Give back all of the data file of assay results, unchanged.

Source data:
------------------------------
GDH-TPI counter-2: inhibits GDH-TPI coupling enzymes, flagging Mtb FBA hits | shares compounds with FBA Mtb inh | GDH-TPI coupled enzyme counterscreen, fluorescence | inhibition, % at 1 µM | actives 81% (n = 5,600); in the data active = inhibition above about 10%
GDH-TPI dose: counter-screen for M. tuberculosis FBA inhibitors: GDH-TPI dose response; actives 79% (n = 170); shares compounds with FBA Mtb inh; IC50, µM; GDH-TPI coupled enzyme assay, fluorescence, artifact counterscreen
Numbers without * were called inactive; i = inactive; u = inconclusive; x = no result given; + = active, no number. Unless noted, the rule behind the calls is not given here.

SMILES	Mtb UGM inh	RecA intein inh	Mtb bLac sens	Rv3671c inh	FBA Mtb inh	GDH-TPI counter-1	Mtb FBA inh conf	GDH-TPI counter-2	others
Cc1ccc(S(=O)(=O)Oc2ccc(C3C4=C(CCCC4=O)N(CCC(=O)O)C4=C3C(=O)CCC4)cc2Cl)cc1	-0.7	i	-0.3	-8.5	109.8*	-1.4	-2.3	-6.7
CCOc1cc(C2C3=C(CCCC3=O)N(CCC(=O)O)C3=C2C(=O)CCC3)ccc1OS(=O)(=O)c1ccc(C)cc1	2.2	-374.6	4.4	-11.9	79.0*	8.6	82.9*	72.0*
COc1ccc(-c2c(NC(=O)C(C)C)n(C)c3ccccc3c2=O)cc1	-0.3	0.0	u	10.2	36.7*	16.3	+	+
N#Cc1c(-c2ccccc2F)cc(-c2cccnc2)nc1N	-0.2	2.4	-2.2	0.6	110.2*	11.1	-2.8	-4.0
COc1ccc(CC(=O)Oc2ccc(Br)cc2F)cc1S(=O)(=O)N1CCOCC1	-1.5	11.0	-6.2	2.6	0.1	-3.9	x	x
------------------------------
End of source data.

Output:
GDH-TPI counter-2: inhibits GDH-TPI coupling enzymes, flagging Mtb FBA hits | shares compounds with FBA Mtb inh | GDH-TPI coupled enzyme counterscreen, fluorescence | inhibition, % at 1 µM | actives 81% (n = 5,600); in the data active = inhibition above about 10%
GDH-TPI dose: counter-screen for M. tuberculosis FBA inhibitors: GDH-TPI dose response; actives 79% (n = 170); shares compounds with FBA Mtb inh; IC50, µM; GDH-TPI coupled enzyme assay, fluorescence, artifact counterscreen
Numbers without * were called inactive; i = inactive; u = inconclusive; x = no result given; + = active, no number. Unless noted, the rule behind the calls is not given here.

SMILES	Mtb UGM inh	RecA intein inh	Mtb bLac sens	Rv3671c inh	FBA Mtb inh	GDH-TPI counter-1	Mtb FBA inh conf	GDH-TPI counter-2	others
Cc1ccc(S(=O)(=O)Oc2ccc(C3C4=C(CCCC4=O)N(CCC(=O)O)C4=C3C(=O)CCC4)cc2Cl)cc1	-0.7	i	-0.3	-8.5	109.8*	-1.4	-2.3	-6.7
CCOc1cc(C2C3=C(CCCC3=O)N(CCC(=O)O)C3=C2C(=O)CCC3)ccc1OS(=O)(=O)c1ccc(C)cc1	2.2	-374.6	4.4	-11.9	79.0*	8.6	82.9*	72.0*
COc1ccc(-c2c(NC(=O)C(C)C)n(C)c3ccccc3c2=O)cc1	-0.3	0.0	u	10.2	36.7*	16.3	+	+
N#Cc1c(-c2ccccc2F)cc(-c2cccnc2)nc1N	-0.2	2.4	-2.2	0.6	110.2*	11.1	-2.8	-4.0
COc1ccc(CC(=O)Oc2ccc(Br)cc2F)cc1S(=O)(=O)N1CCOCC1	-1.5	11.0	-6.2	2.6	0.1	-3.9	x	x